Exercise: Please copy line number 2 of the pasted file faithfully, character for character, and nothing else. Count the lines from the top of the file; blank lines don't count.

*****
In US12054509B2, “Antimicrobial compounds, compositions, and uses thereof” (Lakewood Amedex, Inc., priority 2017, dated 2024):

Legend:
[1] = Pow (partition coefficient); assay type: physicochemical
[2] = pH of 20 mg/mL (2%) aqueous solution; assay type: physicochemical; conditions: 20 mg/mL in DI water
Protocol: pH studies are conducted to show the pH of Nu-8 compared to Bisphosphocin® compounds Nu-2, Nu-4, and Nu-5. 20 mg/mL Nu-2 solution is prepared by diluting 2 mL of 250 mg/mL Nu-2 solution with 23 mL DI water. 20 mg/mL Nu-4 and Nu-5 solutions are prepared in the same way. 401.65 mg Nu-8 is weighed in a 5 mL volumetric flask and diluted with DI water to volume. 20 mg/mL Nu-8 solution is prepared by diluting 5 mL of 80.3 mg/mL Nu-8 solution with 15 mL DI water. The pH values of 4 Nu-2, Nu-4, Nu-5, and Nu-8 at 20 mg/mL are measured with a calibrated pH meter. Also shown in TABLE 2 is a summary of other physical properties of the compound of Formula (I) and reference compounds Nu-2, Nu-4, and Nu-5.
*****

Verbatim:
Legend: